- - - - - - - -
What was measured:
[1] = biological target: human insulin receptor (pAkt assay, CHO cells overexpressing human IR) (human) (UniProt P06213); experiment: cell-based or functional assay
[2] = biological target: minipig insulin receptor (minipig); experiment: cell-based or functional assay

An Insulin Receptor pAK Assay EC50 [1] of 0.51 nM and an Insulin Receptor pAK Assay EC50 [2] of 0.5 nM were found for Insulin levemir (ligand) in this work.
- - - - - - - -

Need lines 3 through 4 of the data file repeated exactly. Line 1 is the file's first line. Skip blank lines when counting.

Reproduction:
[2] = biological target: minipig insulin receptor (minipig); experiment: cell-based or functional assay

An Insulin Receptor pAK Assay EC50 [1] of 0.51 nM and an Insulin Receptor pAK Assay EC50 [2] of 0.5 nM were found for Insulin levemir (ligand) in this work.